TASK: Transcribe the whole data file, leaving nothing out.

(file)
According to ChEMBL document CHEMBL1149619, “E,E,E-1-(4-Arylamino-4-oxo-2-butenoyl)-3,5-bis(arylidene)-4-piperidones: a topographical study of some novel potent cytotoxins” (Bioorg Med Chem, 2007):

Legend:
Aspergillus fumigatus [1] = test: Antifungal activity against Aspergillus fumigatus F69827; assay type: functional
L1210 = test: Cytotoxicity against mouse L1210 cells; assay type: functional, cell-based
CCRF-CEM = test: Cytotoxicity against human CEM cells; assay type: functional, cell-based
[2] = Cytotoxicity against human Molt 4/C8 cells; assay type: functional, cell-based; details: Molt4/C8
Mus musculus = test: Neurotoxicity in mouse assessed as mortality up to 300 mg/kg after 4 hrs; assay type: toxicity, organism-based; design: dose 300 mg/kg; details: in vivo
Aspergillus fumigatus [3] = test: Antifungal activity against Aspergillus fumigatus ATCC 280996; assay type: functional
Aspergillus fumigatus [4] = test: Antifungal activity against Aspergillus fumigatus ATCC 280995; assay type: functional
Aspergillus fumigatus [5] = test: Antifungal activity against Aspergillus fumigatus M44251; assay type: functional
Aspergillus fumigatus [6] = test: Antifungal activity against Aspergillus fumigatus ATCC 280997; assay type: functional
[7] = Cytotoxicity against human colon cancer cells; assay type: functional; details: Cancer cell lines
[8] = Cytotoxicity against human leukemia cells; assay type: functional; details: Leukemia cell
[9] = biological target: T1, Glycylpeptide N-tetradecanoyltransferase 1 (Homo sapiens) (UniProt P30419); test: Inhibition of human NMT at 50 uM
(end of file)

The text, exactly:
According to ChEMBL document CHEMBL1149619, “E,E,E-1-(4-Arylamino-4-oxo-2-butenoyl)-3,5-bis(arylidene)-4-piperidones: a topographical study of some novel potent cytotoxins” (Bioorg Med Chem, 2007):

Legend:
Aspergillus fumigatus [1] = test: Antifungal activity against Aspergillus fumigatus F69827; assay type: functional
L1210 = test: Cytotoxicity against mouse L1210 cells; assay type: functional, cell-based
CCRF-CEM = test: Cytotoxicity against human CEM cells; assay type: functional, cell-based
[2] = Cytotoxicity against human Molt 4/C8 cells; assay type: functional, cell-based; details: Molt4/C8
Mus musculus = test: Neurotoxicity in mouse assessed as mortality up to 300 mg/kg after 4 hrs; assay type: toxicity, organism-based; design: dose 300 mg/kg; details: in vivo
Aspergillus fumigatus [3] = test: Antifungal activity against Aspergillus fumigatus ATCC 280996; assay type: functional
Aspergillus fumigatus [4] = test: Antifungal activity against Aspergillus fumigatus ATCC 280995; assay type: functional
Aspergillus fumigatus [5] = test: Antifungal activity against Aspergillus fumigatus M44251; assay type: functional
Aspergillus fumigatus [6] = test: Antifungal activity against Aspergillus fumigatus ATCC 280997; assay type: functional
[7] = Cytotoxicity against human colon cancer cells; assay type: functional; details: Cancer cell lines
[8] = Cytotoxicity against human leukemia cells; assay type: functional; details: Leukemia cell
[9] = biological target: T1, Glycylpeptide N-tetradecanoyltransferase 1 (Homo sapiens) (UniProt P30419); test: Inhibition of human NMT at 50 uM